The Academy’s Foreign Language committee is notorious for making stupid calls. And there’s a fear that as the year’s best foreign-language entries are considered, the not-smart-enough contingent might say “no, Miss Bala is too much of a genre piece, too action-y.” If this happens, they’ll have to be swatted down and put in their place and overruled by people who know better.
duringlast night’s after-party at Hotel Americano.
Miss Bala director-cowriter Gerardo Naranjo
Repeating my 1st Toronto Film Festival declaration: “If Michelangelo Antonioni had made a movie about a Mexican beauty queen grappling with drug gangsters, the result might have been Miss Bala.”
Repeating another: “Naranjo has totally ignored the chaotic action aesthetic of Michael Bay & his acolytes, and delivered an action thriller with a truly elegant visual style. Long shots and no cut-cut-cut-cuting. He knows how to handle action and danger in a much, much more involving fashion that 90% of the bullshit scattershot action directors out there. Those guys know nothing, and Naranjo, I feel, is a master.”
“Bala,” once again, is the Mexican term for bullet. American audiences will never figure this by watching the film as it’s never explained.
Miss Bala will open on 10.14 in select major markets through Fox International and the marketing efforts of David Dinerstein.
Gerardo Naranjo, Stephanie Sigman during last night Miss Bala q & a at Avery Fisher Hall, moderated by NYFF co-director Scott Foundas.
Whoever was hired to screen the digitally restored Ben-Hur this morning at a New York Film Festival screening messed up big-time. It wasn’t the fault of the Warner Home Video guys, who have reportedly produced a stunningly exquisite Bluray. (Every Bluray reviewer has said this.) But I do know the following:
(a) The sound this morning was ridiculously out of synch, and it got worse and worse until someone finally found the projectionist (who had left the booth and was out having coffee or something) and told him to stop the film and re-synch it. It was obvious to me after ten or fifteen minutes that the sound was “late”, but nobody did anything about it for the longest time. The bottom line is that we were shown an out-of-synch film for about 90 minutes, or until Charlton Heston and Jack Hawkins are floating on the raft after the sea battle.
(b) The detail didn’t seem all that sharp to me. It was fine but not that great, and for a film shot in Camera 65, I expected great. Every now and then you’d notice a handsome shot and go “oh, that’s striking” or you’d notice how blue Heston’s eyes were, but I was never blown away by it. It looked to me like they were showing a perfectly fine, very clean 35mm print. Okay, maybe a bit better than that, but it never looked drop-your-pants magnificent. And I have a pretty good eye for these things.
(c) To me the colors seemed a teeny bit brownish, and the overall color scheme was on the slightly under-nourished, fine-but-no-cigar side. The bright red Roman capes and tunics were okay as far as they went, but they didn’t melt me down and my eyes didn’t pop out of my sockets.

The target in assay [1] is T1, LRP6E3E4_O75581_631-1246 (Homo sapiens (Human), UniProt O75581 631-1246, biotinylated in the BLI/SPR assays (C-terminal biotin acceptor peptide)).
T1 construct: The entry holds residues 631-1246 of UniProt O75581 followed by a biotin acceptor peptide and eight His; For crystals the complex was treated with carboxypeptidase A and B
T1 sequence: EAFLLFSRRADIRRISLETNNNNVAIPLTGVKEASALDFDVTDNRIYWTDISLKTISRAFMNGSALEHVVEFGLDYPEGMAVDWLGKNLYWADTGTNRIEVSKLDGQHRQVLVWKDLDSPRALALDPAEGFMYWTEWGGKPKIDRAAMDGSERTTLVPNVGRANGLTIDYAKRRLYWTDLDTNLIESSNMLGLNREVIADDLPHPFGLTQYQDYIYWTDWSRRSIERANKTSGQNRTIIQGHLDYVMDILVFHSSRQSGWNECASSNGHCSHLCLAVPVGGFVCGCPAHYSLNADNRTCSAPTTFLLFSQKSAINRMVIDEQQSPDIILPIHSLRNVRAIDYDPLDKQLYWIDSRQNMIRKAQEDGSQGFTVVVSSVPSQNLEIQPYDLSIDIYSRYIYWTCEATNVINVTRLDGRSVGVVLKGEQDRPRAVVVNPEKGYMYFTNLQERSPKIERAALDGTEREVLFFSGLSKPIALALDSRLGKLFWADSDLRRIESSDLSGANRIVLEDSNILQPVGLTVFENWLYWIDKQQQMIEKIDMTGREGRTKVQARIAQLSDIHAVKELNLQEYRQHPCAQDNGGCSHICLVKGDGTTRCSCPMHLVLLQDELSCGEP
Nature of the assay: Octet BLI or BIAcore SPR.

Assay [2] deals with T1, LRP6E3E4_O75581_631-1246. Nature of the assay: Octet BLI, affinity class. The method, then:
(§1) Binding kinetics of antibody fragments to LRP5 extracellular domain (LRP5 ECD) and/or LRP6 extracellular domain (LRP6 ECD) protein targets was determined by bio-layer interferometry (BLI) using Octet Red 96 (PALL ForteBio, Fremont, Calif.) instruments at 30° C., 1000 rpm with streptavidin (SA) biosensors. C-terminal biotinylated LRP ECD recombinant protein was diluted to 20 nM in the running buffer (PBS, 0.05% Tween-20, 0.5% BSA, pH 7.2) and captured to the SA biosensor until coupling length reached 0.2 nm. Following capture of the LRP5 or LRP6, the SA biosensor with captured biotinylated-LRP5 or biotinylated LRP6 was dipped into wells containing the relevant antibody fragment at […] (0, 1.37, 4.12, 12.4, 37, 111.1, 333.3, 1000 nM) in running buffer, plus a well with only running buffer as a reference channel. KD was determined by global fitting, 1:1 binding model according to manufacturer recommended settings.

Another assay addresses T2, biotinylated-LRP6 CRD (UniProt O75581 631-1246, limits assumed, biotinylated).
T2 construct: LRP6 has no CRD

(d) The house of Hur scenes shot in shadow and/or relative darkness seemed overly murky and lacking in intrigue. You just couldn’t see very much during these scenes, and that told me something was off.
(e) The fabled 2.76 to 1 aspect ratio was not delivered. It looked to me like we were seeing roughly a 2.55 to 1 image, at best. I’ve seen the 2.76 to 1 version on DVD two or three times on an unmasked monitor, and I know we didn’t see that kind of super-duper width this morning. There’s a shot with Hugh Griffiths and the four white horses when Heston enters from the left and says “What magnificent animals” or words to that effect. I knew right away what I saw wasn’t right because Heston was slightly cropped off as he said this line — he didn’t have any breathing room — and you NEVER crop a star. And I don’t want to hear any arguments because I know my friggin’ widescreen aspect ratios. I know what 70mm Vittorio Storaro 2.21 to 1 looks like. I know what 2.35 or 2.39 looks like. And I know what 2.55 to 1 (i.e., mid ’50s FoxScope) looks like. The image I saw today might have been a tad wider than 2.55 but only by a nose hair.
I’m sorry but comically flawed sound synch, decent but not exactly mind-blowing sharpness, slightly brownish colors, a murky feeling in scenes intended to shadowy or nocturnal, and an image that wasn’t a full 2.76 to 1 adds up to “projection fail.”
I’m sure the Ben-Hur Bluray will be fine. I’ll catch it when I return to LA on 10.8.
Video caption: Director Fraser Heston (son of Chuck) and producer Catherine Wyler (daughter of William) offer remarks prior to this morning’s screening.
Early this afternoon Living in the Material World director Martin Scorsese was asked to explain the cultural significance of the Beatles and George Harrison in particular becoming advocates of Eastern-style meditation and mysticism and notions of Godhead satori or enlightenment, which began to happen in mid 1966 and picked up serious speed in ’67 and ’68 and then bloomed in various related ways during the ’70s and beyond.